Your military career has provided you with significant experience of operational, strategic, and people management matters – all of which are valued by civilian employers.
According to the 1991 Cadbury Report, non-executive directors “should bring an independent judgement to bear on issues of strategy, performance and resources including key appointments and standards of conduct”. But what do Non-Executive Directors and Trustees actually do?A non-executive director (NED) is a member of an organisation’s board of directors but is not part of the executive team. A NED does not typically engage in day-to-day management matters but, importantly, gets involved in shaping policy and planning, acts in the interests of share or stakeholders, and keeps a weather eye to the practices of the executive directors.
In some cases, NEDs are known as external directors, independent directors or outside directors, but whatever the sobriquet they are commonly put in place to challenge the direction and performance of an organisation and its management. Being one step removed from C-suite responsibilities affords NEDs an objectivity that often allows them to better understand and serve an entity’s interests than their executive counterparts.
The civilian world can appear a cynical place at times – it is not uncommon for NEDs to be appointed for public relations or corporate social responsibility reasons, in addition to their professional skill sets. However, one need look no further than the military charity sector to see that a former officer brings more than just ‘pips’ and prestige to a third sector role. Fundraising is the lifeblood of these organisations and perception is paramount – having someone with a distinguished career ‘in uniform’ with a hand on the tiller can have a huge impact – it is not merely symbolic.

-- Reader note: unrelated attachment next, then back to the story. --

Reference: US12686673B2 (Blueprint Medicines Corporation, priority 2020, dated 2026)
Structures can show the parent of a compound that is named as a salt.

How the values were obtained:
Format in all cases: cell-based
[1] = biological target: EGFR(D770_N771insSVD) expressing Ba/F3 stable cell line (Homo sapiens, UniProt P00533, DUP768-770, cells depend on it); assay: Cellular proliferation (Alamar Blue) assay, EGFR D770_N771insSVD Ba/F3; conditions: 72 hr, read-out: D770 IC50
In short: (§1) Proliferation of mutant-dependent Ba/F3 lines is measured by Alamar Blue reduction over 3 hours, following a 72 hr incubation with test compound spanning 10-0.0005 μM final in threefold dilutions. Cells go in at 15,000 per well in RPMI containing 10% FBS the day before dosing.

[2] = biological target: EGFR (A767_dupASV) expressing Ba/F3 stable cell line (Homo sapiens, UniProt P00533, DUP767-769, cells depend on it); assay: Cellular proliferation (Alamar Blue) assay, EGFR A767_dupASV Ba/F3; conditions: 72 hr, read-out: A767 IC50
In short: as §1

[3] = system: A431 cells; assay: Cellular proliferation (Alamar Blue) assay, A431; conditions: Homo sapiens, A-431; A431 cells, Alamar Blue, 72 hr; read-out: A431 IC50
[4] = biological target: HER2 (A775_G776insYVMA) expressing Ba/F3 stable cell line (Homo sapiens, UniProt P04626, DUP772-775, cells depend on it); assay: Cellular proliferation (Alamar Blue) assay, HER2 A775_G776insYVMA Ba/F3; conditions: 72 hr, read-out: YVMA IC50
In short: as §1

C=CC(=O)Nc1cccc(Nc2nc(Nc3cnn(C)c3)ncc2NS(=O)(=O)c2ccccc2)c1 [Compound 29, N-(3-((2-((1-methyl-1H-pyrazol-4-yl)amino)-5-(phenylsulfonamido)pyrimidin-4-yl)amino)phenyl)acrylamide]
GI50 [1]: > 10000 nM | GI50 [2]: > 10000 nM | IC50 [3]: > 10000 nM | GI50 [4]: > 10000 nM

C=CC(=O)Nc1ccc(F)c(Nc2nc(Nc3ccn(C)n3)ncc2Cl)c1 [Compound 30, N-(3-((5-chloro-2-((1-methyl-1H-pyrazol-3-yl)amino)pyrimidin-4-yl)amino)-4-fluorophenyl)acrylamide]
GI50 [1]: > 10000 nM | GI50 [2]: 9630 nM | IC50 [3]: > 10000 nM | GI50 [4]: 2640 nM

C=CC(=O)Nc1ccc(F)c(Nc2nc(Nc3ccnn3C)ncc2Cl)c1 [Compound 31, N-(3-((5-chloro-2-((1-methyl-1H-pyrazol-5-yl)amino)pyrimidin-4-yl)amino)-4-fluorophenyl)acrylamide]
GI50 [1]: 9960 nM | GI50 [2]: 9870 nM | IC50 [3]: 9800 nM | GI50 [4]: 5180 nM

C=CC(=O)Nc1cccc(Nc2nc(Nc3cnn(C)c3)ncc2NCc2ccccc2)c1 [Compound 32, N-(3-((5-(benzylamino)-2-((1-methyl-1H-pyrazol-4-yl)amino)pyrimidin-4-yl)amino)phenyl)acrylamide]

Do not for a moment be fooled into thinking that non-executive is synonymous with ‘not responsible’. There is no legal distinction between executive and non-executive directors – NEDs have the same legal duties, responsibilities and potential liabilities as their executive colleagues. No lesser authority than the Institute of Directors states that “NEDs are subject to the codified duties of directors contained in the Companies Act 2006 in the same way as executive directors.”
Nicky served a full career in the Army and ran the Defence Medical Welfare Service for 7 years before moving into the world of non-execs and Trustees. She believes that roles like these are vital for institutions to survive, thrive and continue to make an essential contribution to society. She also asserts that a military career is an excellent grounding for work in this sphere.
“Top quality trustees and non-execs are needed. It’s a job that requires a curious mind and a commitment to ‘understand and work’ for the organisation, not just dip in and out for meetings. Military service develops and enhances skills and knowledge in areas such as operations, logistics and human resources, all of which are reflected in these institutions. Our ability to assimilate new information swiftly, appreciate regulation, apply good judgement, and analyse impact and consequences means we know how to contribute to achieving improvement.”
Murdoch insists that the governance function, for a trustee or non-exec, requires a significant level of interest and understanding of the role and purpose of the body being served so that one may provide excellent thought leadership and clear direction to the executive:
“This knowledge of the mission and vision will allow you to govern, assure and advocate without interfering in the delivery by the senior managers which, in turn, adds value to them and provides satisfying reward for you. The greatest challenge is the ability to really read and understand the balance sheet and financials – this skill can contribute greatly to success but the consequences of getting it wrong are significant.”
The responsibility and accountability referred to by Nicky Murdoch are crucial aspects of the role of the NED and are often discharged by helping shape and manage strategy, performance, and risk, from an objective standpoint unburdened by day-to-day operations. Another common requirement for NEDs and Trustees is that they embody the values of the organisation and add value by leveraging their network of like-minded contacts.
For former military officers, such a post also represents the opportunity to apply the many disciplines learned during their time in service, as James Ramsbotham who served in both the British and Canadian Armies, explains.